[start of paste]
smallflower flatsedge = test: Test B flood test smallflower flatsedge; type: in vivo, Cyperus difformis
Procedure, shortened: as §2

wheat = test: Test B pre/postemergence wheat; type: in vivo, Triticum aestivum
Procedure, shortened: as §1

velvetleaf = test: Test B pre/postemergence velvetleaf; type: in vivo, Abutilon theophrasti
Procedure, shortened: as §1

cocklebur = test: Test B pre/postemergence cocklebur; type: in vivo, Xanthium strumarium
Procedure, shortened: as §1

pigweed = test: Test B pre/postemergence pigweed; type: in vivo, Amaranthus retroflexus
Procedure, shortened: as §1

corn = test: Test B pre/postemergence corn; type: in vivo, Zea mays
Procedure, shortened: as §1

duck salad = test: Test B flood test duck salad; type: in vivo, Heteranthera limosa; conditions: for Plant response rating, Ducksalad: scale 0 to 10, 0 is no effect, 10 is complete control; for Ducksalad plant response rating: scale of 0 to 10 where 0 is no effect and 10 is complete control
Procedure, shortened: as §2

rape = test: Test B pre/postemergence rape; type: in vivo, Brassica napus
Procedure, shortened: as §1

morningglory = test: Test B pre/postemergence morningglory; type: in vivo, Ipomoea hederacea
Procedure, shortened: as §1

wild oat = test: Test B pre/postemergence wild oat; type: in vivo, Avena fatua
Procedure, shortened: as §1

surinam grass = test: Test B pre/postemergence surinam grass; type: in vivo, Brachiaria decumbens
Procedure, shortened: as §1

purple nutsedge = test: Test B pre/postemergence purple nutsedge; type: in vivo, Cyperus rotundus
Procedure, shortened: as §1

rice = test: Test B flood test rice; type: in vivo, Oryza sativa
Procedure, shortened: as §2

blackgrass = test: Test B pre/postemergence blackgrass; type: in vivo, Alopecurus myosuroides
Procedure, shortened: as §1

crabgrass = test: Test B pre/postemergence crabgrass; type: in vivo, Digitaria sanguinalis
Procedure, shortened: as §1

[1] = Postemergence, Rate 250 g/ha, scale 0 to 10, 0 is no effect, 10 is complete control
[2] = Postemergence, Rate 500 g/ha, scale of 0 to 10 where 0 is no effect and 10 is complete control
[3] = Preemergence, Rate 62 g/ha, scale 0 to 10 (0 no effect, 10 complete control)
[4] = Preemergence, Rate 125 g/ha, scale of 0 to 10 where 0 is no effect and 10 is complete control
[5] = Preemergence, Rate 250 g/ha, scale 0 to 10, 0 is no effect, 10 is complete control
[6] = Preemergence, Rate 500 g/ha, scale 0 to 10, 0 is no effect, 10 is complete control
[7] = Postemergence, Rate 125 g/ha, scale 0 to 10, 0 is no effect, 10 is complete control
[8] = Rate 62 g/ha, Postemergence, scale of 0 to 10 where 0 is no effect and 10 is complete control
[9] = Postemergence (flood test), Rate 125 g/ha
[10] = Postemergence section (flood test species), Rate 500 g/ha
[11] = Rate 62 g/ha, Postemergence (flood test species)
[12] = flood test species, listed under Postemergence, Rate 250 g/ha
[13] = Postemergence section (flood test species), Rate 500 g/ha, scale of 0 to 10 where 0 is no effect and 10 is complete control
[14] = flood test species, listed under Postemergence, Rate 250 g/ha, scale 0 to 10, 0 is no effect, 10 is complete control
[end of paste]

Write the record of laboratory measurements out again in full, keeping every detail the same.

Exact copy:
smallflower flatsedge = test: Test B flood test smallflower flatsedge; type: in vivo, Cyperus difformis
Procedure, shortened: as §2

wheat = test: Test B pre/postemergence wheat; type: in vivo, Triticum aestivum
Procedure, shortened: as §1

velvetleaf = test: Test B pre/postemergence velvetleaf; type: in vivo, Abutilon theophrasti
Procedure, shortened: as §1

cocklebur = test: Test B pre/postemergence cocklebur; type: in vivo, Xanthium strumarium
Procedure, shortened: as §1

pigweed = test: Test B pre/postemergence pigweed; type: in vivo, Amaranthus retroflexus
Procedure, shortened: as §1

corn = test: Test B pre/postemergence corn; type: in vivo, Zea mays
Procedure, shortened: as §1

duck salad = test: Test B flood test duck salad; type: in vivo, Heteranthera limosa; conditions: for Plant response rating, Ducksalad: scale 0 to 10, 0 is no effect, 10 is complete control; for Ducksalad plant response rating: scale of 0 to 10 where 0 is no effect and 10 is complete control
Procedure, shortened: as §2

rape = test: Test B pre/postemergence rape; type: in vivo, Brassica napus
Procedure, shortened: as §1

morningglory = test: Test B pre/postemergence morningglory; type: in vivo, Ipomoea hederacea
Procedure, shortened: as §1

wild oat = test: Test B pre/postemergence wild oat; type: in vivo, Avena fatua
Procedure, shortened: as §1

surinam grass = test: Test B pre/postemergence surinam grass; type: in vivo, Brachiaria decumbens
Procedure, shortened: as §1

purple nutsedge = test: Test B pre/postemergence purple nutsedge; type: in vivo, Cyperus rotundus
Procedure, shortened: as §1

rice = test: Test B flood test rice; type: in vivo, Oryza sativa
Procedure, shortened: as §2

blackgrass = test: Test B pre/postemergence blackgrass; type: in vivo, Alopecurus myosuroides
Procedure, shortened: as §1

crabgrass = test: Test B pre/postemergence crabgrass; type: in vivo, Digitaria sanguinalis
Procedure, shortened: as §1

[1] = Postemergence, Rate 250 g/ha, scale 0 to 10, 0 is no effect, 10 is complete control
[2] = Postemergence, Rate 500 g/ha, scale of 0 to 10 where 0 is no effect and 10 is complete control
[3] = Preemergence, Rate 62 g/ha, scale 0 to 10 (0 no effect, 10 complete control)
[4] = Preemergence, Rate 125 g/ha, scale of 0 to 10 where 0 is no effect and 10 is complete control
[5] = Preemergence, Rate 250 g/ha, scale 0 to 10, 0 is no effect, 10 is complete control
[6] = Preemergence, Rate 500 g/ha, scale 0 to 10, 0 is no effect, 10 is complete control
[7] = Postemergence, Rate 125 g/ha, scale 0 to 10, 0 is no effect, 10 is complete control
[8] = Rate 62 g/ha, Postemergence, scale of 0 to 10 where 0 is no effect and 10 is complete control
[9] = Postemergence (flood test), Rate 125 g/ha
[10] = Postemergence section (flood test species), Rate 500 g/ha
[11] = Rate 62 g/ha, Postemergence (flood test species)
[12] = flood test species, listed under Postemergence, Rate 250 g/ha
[13] = Postemergence section (flood test species), Rate 500 g/ha, scale of 0 to 10 where 0 is no effect and 10 is complete control
[14] = flood test species, listed under Postemergence, Rate 250 g/ha, scale 0 to 10, 0 is no effect, 10 is complete control